New detection technology assists protection of marine mammals at offshore energy sites

A new instrument to detect whales, dolphins and other marine mammals, and provide immediate alerts during the development of offshore wind, wave and tidal installations, has been showcased to an international audience at the University of St Andrews, Scotland.

PAMBuoy™ was originally developed by SMRU Ltd, a marine mammal consultancy which is a commercial spin out from the world renowned Sea Mammal Research Unit at the university. PAMBuoy™ is a cutting edge autonomous passive acoustic monitoring system for marine mammals. It operates 24/7 to automatically detect and classify vocalising marine mammals – whales, dolphins and porpoises, providing high resolution data that can be used to identify species present and determine temporal patterns in use.

The units are being manufactured by Marine Instrumentation Ltd, and the team has just made its first commercial sale to an engineering consultancy in Australia. Says Dr Gordon Hastie, a marine mammal scientist who assisted the development team: “PAMBuoy™ is a revolution in marine mammal monitoring. It is a cutting edge, autonomous, passive acoustic monitoring device, which should help mitigate potential impacts on marine mammals from offshore activities.”

PAMBuoy™ “listens” for marine life, then delivers information about what’s swimming beneath, in real time back to a customer’s desk top, mobile phone or other hand held device, and if mounted in a buoy, derives its power from the sun via solar panels. Data is checked automatically for quality, and made available to clients immediately through secured parts of the PAMBuoy™ website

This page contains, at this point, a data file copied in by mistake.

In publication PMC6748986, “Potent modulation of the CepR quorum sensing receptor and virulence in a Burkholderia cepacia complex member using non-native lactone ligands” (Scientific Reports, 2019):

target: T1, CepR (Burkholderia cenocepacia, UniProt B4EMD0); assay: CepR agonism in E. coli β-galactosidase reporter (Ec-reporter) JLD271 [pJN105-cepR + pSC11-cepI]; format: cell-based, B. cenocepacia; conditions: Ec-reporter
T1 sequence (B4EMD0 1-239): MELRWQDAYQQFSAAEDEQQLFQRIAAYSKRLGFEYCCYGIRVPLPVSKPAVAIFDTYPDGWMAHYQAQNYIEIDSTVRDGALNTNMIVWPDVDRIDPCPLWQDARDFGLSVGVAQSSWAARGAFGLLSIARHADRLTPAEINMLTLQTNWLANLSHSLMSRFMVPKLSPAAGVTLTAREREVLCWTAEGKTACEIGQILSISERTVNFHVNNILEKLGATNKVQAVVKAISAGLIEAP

Passive Acoustic Monitoring (PAM) is the term used to describe the process of passively listening for sounds emitted by animals. Small cetaceans such as harbour porpoises, and other dolphin species can be extremely difficult to observe in the wild as they spend the majority of their time underwater, generally occur in small groups, and often present a low profile at the surface. These species are much easier to detect acoustically, as they regularly produce sounds for orientation, navigation, foraging and communication. The blue whale makes a low frequency moan, dolphins whistle and harbour porpoises emit high frequency echo-location clicks! PAM can be used to collect data continuously whatever the weather, day or night, and is a research tool which is increasingly considered for monitoring and mitigation purposes during industrial and high risk activity in the marine environment as well as for behavioural and population research.

Source: PAMBuoy Press Release, 27th September 2012.

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